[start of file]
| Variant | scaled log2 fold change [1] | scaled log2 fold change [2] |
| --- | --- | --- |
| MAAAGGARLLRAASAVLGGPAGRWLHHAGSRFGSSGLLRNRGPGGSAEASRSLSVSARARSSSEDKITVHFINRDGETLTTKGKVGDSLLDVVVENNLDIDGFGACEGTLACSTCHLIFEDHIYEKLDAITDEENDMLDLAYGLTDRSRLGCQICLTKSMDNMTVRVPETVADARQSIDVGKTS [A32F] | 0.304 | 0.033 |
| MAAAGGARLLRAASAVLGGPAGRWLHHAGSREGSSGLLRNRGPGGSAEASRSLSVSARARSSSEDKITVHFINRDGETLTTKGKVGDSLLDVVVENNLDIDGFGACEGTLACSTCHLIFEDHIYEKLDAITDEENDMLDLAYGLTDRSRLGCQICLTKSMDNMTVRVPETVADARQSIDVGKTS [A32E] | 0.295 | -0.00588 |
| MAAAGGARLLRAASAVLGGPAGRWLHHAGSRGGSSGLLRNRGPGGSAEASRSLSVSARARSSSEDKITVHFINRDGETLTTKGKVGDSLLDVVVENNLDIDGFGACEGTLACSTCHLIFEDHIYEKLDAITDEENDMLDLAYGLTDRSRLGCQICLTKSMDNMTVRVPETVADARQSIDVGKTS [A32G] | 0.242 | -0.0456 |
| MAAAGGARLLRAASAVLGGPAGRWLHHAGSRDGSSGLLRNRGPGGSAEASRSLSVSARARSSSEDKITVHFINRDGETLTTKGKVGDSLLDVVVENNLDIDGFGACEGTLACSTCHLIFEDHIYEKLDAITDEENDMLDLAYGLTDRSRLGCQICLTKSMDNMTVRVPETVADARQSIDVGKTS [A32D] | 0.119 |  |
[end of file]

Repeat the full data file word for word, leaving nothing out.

| Variant | scaled log2 fold change [1] | scaled log2 fold change [2] |
| --- | --- | --- |
| MAAAGGARLLRAASAVLGGPAGRWLHHAGSRFGSSGLLRNRGPGGSAEASRSLSVSARARSSSEDKITVHFINRDGETLTTKGKVGDSLLDVVVENNLDIDGFGACEGTLACSTCHLIFEDHIYEKLDAITDEENDMLDLAYGLTDRSRLGCQICLTKSMDNMTVRVPETVADARQSIDVGKTS [A32F] | 0.304 | 0.033 |
| MAAAGGARLLRAASAVLGGPAGRWLHHAGSREGSSGLLRNRGPGGSAEASRSLSVSARARSSSEDKITVHFINRDGETLTTKGKVGDSLLDVVVENNLDIDGFGACEGTLACSTCHLIFEDHIYEKLDAITDEENDMLDLAYGLTDRSRLGCQICLTKSMDNMTVRVPETVADARQSIDVGKTS [A32E] | 0.295 | -0.00588 |
| MAAAGGARLLRAASAVLGGPAGRWLHHAGSRGGSSGLLRNRGPGGSAEASRSLSVSARARSSSEDKITVHFINRDGETLTTKGKVGDSLLDVVVENNLDIDGFGACEGTLACSTCHLIFEDHIYEKLDAITDEENDMLDLAYGLTDRSRLGCQICLTKSMDNMTVRVPETVADARQSIDVGKTS [A32G] | 0.242 | -0.0456 |
| MAAAGGARLLRAASAVLGGPAGRWLHHAGSRDGSSGLLRNRGPGGSAEASRSLSVSARARSSSEDKITVHFINRDGETLTTKGKVGDSLLDVVVENNLDIDGFGACEGTLACSTCHLIFEDHIYEKLDAITDEENDMLDLAYGLTDRSRLGCQICLTKSMDNMTVRVPETVADARQSIDVGKTS [A32D] | 0.119 |  |